So what if I lost another teeth?

This year, I break my leg, had a cast, was in the hands of carers who helped and the same time made me feel in their power, treated me like I had no mind of my own. Well, it took some time, but I did take back my power and strength and even helped one of them to grow hers.


"Awesome old lady week : julie kertesz"

Awesome Old Lady of the Week: Julie Kertesz

Article by Joanne Lau

Julie Kertesz is 80-year-old grandmother of five, with a PhD in chemistry. She’s a professional storyteller, keeps an active blog and posts photos to her popular Flickr account everyday. Did we mention she’s also an award-winning stand-up comedian?  Joanne Lau spoke to this incredibly cool lady and learned it’s never too late for anything.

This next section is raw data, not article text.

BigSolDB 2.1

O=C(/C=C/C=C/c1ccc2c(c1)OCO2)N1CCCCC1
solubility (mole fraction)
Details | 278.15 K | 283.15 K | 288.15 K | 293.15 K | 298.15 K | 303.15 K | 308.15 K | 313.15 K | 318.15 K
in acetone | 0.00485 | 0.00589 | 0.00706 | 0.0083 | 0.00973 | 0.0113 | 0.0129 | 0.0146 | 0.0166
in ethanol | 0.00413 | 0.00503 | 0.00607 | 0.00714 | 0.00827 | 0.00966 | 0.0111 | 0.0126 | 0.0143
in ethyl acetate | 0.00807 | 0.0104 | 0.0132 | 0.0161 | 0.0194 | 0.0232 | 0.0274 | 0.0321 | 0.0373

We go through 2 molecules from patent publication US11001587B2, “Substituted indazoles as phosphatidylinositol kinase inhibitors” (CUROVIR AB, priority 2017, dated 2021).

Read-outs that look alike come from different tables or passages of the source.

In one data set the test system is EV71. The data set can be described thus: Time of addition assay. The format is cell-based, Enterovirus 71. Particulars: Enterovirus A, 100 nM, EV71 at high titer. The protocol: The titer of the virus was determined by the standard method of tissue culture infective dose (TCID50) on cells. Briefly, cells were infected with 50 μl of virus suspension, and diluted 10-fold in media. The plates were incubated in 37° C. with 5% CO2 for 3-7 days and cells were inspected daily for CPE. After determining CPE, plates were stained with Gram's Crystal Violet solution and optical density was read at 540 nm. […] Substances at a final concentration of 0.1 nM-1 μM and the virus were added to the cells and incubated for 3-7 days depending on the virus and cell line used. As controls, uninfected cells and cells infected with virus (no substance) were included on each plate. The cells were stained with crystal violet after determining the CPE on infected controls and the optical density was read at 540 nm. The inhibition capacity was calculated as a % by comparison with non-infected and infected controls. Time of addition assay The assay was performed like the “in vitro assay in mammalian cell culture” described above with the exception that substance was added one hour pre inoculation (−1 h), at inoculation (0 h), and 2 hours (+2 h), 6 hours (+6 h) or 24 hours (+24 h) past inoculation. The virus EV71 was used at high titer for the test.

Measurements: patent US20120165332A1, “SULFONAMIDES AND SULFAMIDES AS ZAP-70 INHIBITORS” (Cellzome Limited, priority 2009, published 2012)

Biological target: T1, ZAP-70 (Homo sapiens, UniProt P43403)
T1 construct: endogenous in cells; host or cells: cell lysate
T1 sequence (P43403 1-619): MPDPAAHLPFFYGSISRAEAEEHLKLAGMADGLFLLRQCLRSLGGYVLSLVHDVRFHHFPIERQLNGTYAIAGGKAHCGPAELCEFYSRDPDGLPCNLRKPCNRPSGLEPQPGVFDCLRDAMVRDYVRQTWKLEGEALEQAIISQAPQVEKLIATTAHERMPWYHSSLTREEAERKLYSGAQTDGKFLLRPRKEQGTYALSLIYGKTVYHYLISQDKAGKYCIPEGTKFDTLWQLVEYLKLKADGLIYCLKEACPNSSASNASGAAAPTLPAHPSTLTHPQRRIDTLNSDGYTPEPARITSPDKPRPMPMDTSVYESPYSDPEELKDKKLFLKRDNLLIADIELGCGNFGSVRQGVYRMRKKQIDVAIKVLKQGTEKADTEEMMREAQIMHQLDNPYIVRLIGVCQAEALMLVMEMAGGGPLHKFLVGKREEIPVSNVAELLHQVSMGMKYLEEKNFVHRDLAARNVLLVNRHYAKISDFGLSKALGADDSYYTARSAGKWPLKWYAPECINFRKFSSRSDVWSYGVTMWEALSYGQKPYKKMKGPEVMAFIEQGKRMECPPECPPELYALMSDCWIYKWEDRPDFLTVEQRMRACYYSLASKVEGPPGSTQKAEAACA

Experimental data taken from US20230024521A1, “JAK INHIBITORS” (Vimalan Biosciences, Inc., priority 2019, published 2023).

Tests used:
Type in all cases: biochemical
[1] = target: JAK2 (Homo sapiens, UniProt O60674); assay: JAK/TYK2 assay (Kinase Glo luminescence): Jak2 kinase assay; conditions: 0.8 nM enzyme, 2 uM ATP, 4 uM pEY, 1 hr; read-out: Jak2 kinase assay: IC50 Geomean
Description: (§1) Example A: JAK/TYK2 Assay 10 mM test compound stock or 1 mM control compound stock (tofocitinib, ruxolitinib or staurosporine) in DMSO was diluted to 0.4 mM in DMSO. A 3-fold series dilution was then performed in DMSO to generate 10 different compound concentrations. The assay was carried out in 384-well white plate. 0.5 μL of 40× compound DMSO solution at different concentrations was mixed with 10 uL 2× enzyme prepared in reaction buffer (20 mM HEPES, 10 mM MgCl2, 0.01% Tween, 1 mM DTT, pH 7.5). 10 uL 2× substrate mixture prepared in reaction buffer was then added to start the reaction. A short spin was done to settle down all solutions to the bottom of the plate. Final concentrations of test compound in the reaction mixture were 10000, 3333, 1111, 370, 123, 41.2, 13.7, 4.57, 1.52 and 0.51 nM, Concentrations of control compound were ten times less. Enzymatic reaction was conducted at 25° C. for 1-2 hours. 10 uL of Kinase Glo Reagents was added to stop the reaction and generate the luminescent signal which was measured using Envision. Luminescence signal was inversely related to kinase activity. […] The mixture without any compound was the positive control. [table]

julie with mic
What is your name?
Julie. My actual name’s Judith, but my mother called me Julika after an actress in Hungary she liked with a daughter of the same name.
Where were you born?
I was born in 1934 in Transylvania, a province in Romania surrounded by mountains. I liked growing up there. We lived in the biggest city, but it felt small and quiet. The Second World War was happening all round, but I didn’t know it. Then, suddenly, when I was 10, the war caught up with me. In 1944, we had to leave the city and flee the Nazis. We were a Hungarian-speaking Christian family, but of Jewish origin. We fled to Budapest. The SS were already waiting at the station, but using papers from another family, we managed to live in hiding for a year before having to flee again from the Russians. During that year I began to write a diary because my mother didn’t want me to speak to many people around me. I never stopped.